UPDATED at 3 p.m. Tuesday
OTTAWA — The federal government will not a appeal a Federal Court of Canada ruling that rejected clawbacks from the pensions of disabled veterans.
Veterans Affairs Minister Steven Blaney and Defence Minister Peter MacKay made the announcement in Ottawa on Tuesday, saying they had sought and received a clear opinion from the court on the payments.
The ruling earlier this month was a victory for veterans five years in the making.
The class action was filed in March 2007 on behalf of Dennis Manuge and 4,500 other disabled veterans whose long-term disability benefits are reduced by the amount of the monthly Veterans Affairs disability pension they receive.
“It is clear to me, frankly, that this issue has been held up and been in the courts far too long,” MacKay said.
“There is simply no reason to delay the benefits of those who are suffering as a result of their service.”
He said it wasn’t clear how much it would cost the federal government or how far back the payments would go, adding that they would continue talking to the parties involved.
Manuge has said in the past that as much as $320 million was at stake in the court fight.
Senior defence sources say the final pay-out figure is “likely in the hundreds of millions of dollars” but that will be determined in negotiations with the plaintiffs.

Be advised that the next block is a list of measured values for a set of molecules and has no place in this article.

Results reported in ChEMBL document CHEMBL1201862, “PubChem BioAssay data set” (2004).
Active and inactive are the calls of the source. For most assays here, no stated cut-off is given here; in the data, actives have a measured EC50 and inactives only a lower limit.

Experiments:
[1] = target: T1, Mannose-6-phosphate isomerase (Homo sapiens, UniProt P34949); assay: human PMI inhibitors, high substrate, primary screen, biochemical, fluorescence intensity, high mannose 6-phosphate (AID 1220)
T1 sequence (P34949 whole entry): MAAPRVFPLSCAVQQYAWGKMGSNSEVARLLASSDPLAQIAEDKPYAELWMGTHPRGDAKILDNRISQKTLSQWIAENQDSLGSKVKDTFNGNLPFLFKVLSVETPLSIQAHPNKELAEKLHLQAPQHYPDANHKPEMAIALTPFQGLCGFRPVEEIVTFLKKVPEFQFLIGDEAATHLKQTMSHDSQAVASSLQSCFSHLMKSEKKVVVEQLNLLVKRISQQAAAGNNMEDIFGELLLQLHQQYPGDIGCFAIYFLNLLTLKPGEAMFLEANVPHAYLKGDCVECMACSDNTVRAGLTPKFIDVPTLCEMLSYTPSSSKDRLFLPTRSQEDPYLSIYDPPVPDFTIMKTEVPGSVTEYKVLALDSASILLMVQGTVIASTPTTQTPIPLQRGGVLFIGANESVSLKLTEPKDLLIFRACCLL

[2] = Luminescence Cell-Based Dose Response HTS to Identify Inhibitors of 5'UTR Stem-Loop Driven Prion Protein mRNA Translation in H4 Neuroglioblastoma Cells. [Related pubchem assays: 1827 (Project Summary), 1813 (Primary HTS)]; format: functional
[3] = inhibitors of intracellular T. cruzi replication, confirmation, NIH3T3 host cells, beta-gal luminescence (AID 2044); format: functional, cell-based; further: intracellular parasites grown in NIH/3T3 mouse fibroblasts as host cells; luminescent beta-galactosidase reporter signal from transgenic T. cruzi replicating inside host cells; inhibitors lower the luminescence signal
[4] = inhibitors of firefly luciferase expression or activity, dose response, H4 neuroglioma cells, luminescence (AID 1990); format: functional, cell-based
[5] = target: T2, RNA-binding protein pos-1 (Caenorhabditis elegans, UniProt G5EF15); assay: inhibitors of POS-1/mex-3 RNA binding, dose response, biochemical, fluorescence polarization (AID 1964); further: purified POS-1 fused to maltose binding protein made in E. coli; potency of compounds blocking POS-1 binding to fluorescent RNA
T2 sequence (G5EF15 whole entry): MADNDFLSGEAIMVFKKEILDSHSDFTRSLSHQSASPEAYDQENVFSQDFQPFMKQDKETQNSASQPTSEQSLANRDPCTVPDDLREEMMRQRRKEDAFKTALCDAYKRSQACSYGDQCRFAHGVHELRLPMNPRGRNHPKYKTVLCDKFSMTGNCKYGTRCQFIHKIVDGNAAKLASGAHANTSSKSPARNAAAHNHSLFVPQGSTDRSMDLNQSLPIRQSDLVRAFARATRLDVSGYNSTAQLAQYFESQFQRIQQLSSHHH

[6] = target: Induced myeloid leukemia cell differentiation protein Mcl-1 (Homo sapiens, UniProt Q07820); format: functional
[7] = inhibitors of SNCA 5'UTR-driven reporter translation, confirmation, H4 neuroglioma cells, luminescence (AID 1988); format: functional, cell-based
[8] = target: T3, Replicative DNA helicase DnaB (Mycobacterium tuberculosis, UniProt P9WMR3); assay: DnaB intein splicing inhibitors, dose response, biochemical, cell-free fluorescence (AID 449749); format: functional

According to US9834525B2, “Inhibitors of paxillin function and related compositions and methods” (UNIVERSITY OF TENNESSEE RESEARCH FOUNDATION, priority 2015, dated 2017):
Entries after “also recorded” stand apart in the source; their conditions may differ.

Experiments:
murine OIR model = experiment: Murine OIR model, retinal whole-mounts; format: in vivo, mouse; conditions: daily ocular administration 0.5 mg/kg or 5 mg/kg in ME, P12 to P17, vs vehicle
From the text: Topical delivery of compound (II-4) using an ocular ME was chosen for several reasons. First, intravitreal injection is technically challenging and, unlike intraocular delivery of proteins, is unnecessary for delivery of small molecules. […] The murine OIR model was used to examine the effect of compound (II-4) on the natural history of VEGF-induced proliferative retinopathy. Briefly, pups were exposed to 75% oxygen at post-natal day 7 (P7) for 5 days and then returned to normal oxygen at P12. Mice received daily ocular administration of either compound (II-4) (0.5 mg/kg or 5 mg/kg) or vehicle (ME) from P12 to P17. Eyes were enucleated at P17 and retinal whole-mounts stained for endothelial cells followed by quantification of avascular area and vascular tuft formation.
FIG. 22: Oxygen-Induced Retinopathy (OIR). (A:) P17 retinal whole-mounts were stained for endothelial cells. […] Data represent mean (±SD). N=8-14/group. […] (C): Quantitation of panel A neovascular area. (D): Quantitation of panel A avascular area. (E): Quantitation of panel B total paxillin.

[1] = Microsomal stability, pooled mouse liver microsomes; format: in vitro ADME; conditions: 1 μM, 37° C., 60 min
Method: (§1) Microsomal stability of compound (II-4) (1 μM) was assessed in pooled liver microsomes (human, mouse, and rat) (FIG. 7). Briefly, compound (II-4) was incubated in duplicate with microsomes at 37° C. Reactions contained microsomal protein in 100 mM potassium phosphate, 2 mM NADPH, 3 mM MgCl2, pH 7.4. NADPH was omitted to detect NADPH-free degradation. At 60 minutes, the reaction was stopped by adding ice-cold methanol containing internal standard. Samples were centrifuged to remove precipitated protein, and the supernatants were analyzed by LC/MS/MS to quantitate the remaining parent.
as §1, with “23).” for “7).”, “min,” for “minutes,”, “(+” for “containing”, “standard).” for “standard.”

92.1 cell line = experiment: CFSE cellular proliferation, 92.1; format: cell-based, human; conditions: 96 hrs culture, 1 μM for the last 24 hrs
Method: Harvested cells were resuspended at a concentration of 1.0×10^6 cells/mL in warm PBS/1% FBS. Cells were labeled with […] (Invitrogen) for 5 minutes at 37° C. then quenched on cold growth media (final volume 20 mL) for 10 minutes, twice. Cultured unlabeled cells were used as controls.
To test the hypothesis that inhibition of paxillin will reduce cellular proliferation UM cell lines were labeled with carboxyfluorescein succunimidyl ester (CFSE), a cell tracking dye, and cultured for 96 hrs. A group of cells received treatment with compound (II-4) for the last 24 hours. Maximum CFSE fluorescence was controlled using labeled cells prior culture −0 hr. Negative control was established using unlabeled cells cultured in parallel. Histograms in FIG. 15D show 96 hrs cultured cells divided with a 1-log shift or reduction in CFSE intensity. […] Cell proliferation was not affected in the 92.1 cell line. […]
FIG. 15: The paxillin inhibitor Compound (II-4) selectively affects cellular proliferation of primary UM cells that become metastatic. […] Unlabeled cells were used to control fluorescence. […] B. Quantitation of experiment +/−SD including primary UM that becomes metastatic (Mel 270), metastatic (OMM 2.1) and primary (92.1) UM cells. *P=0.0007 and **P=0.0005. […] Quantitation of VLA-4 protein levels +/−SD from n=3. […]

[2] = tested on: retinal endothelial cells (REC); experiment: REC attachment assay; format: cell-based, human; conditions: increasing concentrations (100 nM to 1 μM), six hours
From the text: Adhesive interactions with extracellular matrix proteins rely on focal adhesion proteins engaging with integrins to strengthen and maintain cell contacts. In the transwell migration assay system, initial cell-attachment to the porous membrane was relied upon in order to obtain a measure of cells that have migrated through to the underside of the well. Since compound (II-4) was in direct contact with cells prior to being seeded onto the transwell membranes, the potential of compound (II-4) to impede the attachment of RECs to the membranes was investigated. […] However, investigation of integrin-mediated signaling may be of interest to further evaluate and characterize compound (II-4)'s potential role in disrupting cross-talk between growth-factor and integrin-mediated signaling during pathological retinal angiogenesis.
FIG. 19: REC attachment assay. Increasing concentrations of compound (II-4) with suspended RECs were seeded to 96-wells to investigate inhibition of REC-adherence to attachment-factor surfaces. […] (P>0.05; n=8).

A government source said one internal estimate sees the figure go as high as $600 million, depending upon the negotiations.
The court said the clawback was unfair under the Pension Act and violated the reasonable expectations of disabled vets.
Veterans Affairs Minister Steven Blaney said all three disability benefits awarded to veterans will be aligned and not be deducted.
Both the military ombudsman and a Senate committee investigated the clawback and declared it “profoundly unfair.”
Liberal Veterans Affairs critic Sean Casey was happy and credited Manuge, the veterans’ lobby and the Opposition for the decision to halt the court battle.
“I am very pleased for Dennis Manuge and for his tireless efforts to obtain justice for himself and for thousands of veterans in Canada,” said Casey.
“It is sad that the government had to be shamed into doing the right thing, but regardless of their motives, the decision to respect the Federal Court is a welcome development.”
The policy that initiated the benefits clawback dates to the late 1960s and Manuge’s lawyers argued that it was illegal because the chief of defence staff at the time did not have the authority to make such a decision.
Manuge joined the army in 1994 and spent almost 10 years in uniform, serving a tour in Bosnia in 2001 after he was injured.
In 2002, while still serving, he began receiving a $444 monthly disability pension on top of his pay, but that changed when he was discharged for medical reasons in December 2003.
The military’s compulsory insurance plan entitled Manuge to 75 per cent of his former income for two years because he had become too physically disabled to do his job.